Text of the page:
Scholarship of Teaching and Learning

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The Scholarship of Teaching and Learning (SOTL or SoTL) is often defined as systematic inquiry into student learning which advances the practice of teaching by making inquiry findings public[1].

SOTL necessarily builds on many past traditions in higher education, including classroom and program assessment, action research[2][3][4], the reflective practice movement, peer review of teaching, traditional educational research, and faculty development efforts to enhance teaching and learning.

As such, SOTL encompasses aspects of professional development or faculty development, such as how teachers can not only improve their expertise in their fields, but also develop their pedagogical expertise, i.e., how to better teach novice students in the field or enable their learning. It also encompasses the study and implementation of more modern teaching methods, such as active learning, cooperative learning, problem based learning, and others. SOTL scholars come from various backgrounds, such as those in educational psychology and other education related fields, as well as specialists in various disciplines who are interested in improving teaching and learning in their respective fields. Some scholars are educational researchers or consultants affiliated with teaching and learning centers at universities.

Inquiry methods in SOTL include reflection and analysis, interviews and focus groups, questionnaires and surveys, content analysis of text, secondary analysis of existing data, quasi-experiments (comparison of two sections of the same course), observational research, and case studies, among others. As with all scholarly study, evidence depends not only upon the methods chosen but the relevant disciplinary standards. Dissemination for impact among scholarly teachers may be local within the academic department, college or university, or may be in published, peer-reviewed form. A few journals exclusively publish SOTL outputs, and numerous disciplinary publications disseminate such inquiry outputs (e.g., J. Chem. Educ., J. Natural Resour. Life Sci. Educ., Research in the Teaching of English, College English, J. Economic Education), as well as a number of core SoTL journals and newsletters.[5]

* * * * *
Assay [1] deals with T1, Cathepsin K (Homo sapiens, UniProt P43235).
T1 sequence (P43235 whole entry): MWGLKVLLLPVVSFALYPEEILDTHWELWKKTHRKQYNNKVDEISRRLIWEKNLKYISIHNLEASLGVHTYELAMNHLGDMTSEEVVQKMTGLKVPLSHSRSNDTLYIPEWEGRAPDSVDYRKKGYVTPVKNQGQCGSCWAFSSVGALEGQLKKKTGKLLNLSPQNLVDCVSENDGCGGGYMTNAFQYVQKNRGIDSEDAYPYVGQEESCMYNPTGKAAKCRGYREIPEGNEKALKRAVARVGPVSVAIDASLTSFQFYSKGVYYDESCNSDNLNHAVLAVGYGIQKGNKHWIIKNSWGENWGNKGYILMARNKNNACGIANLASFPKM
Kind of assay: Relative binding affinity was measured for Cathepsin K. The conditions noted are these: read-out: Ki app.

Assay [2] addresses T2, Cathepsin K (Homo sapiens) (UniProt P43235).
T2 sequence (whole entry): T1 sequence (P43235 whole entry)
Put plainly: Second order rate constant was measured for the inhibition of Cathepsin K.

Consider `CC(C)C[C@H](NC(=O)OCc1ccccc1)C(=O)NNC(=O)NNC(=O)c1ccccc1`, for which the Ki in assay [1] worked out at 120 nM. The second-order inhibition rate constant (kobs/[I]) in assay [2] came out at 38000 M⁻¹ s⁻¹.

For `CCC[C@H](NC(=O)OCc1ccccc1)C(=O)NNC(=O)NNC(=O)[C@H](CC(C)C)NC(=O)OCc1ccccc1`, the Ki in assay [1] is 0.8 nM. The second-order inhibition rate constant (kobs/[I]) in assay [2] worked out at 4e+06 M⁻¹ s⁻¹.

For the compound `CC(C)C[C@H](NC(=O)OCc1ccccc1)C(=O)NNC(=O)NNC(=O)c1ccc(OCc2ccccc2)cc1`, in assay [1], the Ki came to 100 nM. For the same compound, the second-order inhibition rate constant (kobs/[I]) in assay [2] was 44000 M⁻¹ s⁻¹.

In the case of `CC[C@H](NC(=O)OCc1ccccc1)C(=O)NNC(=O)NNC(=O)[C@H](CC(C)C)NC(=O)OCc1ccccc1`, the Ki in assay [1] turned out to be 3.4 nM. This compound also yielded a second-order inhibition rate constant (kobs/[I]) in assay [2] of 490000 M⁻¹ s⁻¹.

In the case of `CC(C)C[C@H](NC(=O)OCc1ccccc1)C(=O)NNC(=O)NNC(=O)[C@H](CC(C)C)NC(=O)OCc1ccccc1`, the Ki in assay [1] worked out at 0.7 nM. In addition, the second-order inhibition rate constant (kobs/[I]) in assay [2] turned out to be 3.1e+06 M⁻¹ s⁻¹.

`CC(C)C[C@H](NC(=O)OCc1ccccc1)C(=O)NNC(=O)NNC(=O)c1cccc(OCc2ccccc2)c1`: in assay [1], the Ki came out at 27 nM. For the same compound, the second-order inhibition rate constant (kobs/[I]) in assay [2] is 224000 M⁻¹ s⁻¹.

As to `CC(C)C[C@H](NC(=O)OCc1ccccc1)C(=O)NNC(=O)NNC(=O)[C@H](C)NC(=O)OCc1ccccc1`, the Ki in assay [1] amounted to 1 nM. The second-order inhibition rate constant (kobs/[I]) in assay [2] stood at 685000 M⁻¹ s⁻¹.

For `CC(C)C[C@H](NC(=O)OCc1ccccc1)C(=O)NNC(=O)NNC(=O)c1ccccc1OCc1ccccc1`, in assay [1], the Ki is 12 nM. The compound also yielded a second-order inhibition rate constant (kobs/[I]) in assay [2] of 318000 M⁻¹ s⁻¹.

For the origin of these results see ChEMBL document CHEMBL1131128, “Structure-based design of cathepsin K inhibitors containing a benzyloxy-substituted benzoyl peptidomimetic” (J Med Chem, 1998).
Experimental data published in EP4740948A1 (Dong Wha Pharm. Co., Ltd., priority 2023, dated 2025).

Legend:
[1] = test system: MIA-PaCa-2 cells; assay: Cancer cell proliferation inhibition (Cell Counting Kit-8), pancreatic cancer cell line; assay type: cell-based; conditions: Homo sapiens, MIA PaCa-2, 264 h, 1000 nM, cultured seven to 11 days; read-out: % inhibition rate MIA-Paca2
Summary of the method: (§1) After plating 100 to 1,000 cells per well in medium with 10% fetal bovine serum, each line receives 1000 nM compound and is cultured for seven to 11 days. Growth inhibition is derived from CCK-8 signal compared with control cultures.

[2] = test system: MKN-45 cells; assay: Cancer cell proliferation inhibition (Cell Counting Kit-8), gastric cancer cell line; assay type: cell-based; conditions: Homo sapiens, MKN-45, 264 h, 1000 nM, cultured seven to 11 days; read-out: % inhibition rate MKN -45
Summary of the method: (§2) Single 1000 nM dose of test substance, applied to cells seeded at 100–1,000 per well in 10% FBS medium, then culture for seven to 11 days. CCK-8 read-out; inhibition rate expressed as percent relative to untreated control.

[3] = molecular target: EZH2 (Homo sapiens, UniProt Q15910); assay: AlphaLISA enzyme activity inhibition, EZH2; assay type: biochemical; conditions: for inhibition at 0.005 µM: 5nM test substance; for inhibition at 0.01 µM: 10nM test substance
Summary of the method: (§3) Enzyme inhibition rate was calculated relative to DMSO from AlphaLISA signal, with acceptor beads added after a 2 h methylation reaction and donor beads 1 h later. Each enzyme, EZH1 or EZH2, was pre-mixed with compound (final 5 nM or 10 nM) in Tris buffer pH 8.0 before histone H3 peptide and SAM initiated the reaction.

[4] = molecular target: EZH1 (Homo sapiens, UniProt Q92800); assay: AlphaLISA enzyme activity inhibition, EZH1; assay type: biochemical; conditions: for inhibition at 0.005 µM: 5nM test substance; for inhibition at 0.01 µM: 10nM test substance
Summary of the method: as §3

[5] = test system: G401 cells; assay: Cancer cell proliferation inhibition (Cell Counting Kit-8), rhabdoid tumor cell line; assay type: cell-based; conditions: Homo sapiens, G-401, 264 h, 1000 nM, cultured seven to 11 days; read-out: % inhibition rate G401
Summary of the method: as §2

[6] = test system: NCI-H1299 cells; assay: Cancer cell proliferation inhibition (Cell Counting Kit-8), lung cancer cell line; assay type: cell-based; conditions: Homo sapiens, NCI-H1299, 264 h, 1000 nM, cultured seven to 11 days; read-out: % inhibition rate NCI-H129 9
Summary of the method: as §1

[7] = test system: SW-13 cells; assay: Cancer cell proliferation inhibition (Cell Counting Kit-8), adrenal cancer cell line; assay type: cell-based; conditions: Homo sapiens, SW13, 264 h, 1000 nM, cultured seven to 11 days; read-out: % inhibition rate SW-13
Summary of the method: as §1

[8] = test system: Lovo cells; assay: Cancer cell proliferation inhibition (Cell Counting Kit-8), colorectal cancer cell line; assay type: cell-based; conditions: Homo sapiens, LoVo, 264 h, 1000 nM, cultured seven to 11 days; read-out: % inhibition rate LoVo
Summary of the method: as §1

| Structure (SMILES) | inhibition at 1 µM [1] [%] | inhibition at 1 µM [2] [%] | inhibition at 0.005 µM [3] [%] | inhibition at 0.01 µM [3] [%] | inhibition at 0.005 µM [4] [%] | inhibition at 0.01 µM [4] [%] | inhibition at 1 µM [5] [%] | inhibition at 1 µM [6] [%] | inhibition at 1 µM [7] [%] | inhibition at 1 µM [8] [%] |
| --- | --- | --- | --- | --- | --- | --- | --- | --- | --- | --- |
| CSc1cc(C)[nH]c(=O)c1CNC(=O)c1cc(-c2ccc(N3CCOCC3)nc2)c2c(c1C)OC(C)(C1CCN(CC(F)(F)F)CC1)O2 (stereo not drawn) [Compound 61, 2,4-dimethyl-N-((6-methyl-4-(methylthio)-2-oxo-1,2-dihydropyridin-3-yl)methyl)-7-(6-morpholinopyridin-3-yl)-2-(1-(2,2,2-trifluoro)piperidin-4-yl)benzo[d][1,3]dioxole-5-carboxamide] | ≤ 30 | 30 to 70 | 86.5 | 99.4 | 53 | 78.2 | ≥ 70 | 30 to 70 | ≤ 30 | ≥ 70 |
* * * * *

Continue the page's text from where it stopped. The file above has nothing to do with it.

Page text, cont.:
Signature pedagogies[edit]

Signature pedagogies are ways of learning in specific disciplines[6][7]. Examples of signature pedagogies include medical residents making rounds in hospitals or pre-service teachers doing a classroom-based practicum as part of their teacher training. The notion of signature pedagogies has expanded in recent years, as scholars have examined their use in e-learning[8][9], for example. Some scholars contend that SoTL itself is a signature pedagogy of higher education[10].

Professional societies[edit]

The International Society for the Scholarship of Teaching & Learning (ISSOTL)] was founded in 2004 by a committee of 67 scholars from several countries and serves faculty members, staff, and students who care about teaching and learning as serious intellectual work. ISSOTL has held annual conferences since 2004, attended by scholars from about a dozen nations. The conferences sites include Bloomington, Indiana USA (2004); Vancouver, British Columbia, Canada (2005); Washington, DC, USA (2006); Sydney, Australia (2007); Edmonton, Alberta, Canada (2008); Bloomington, Indiana, USA (2009); Liverpool, UK (2010); Milwaukee, Wisconsin, USA (2011); Hamilton, Ontario, Canada (2012); Raleigh, North Carolina, USA (2013); Quebec City, Quebec, Canada (2014).